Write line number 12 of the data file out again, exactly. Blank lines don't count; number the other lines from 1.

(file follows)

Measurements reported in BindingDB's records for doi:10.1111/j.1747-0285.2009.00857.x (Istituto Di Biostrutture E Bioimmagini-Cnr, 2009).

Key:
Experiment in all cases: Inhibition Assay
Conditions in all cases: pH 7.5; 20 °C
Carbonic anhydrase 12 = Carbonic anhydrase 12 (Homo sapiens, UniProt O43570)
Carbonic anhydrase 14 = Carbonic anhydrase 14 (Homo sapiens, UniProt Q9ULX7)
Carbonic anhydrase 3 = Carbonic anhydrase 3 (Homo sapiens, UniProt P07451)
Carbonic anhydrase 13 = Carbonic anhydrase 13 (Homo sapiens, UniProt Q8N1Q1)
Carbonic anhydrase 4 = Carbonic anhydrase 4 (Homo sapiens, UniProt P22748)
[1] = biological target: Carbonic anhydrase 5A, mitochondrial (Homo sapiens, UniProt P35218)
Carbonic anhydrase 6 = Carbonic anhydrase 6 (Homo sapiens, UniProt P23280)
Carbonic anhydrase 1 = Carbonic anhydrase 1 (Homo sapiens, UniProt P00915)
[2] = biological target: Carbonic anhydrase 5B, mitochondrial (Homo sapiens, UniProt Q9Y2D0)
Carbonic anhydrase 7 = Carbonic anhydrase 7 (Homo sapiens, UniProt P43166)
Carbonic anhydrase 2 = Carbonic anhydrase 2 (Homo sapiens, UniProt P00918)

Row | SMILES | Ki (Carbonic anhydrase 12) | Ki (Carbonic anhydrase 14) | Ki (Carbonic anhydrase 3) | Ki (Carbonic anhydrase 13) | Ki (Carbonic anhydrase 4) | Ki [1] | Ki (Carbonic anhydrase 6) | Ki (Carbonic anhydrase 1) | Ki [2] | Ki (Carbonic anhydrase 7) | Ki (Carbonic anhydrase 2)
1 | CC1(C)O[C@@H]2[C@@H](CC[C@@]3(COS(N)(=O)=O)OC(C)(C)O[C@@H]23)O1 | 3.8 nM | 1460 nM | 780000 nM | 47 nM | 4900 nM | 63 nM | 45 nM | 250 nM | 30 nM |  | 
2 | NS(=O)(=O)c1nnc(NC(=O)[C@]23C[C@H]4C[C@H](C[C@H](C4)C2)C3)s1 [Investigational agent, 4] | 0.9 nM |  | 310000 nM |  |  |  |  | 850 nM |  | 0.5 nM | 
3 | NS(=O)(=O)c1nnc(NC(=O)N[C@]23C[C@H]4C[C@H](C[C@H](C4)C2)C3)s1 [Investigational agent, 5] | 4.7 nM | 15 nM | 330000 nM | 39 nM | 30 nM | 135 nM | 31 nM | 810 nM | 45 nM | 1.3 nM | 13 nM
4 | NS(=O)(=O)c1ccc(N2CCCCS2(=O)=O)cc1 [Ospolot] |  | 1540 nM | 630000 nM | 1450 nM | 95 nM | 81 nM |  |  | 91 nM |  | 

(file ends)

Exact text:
Carbonic anhydrase 1 = Carbonic anhydrase 1 (Homo sapiens, UniProt P00915)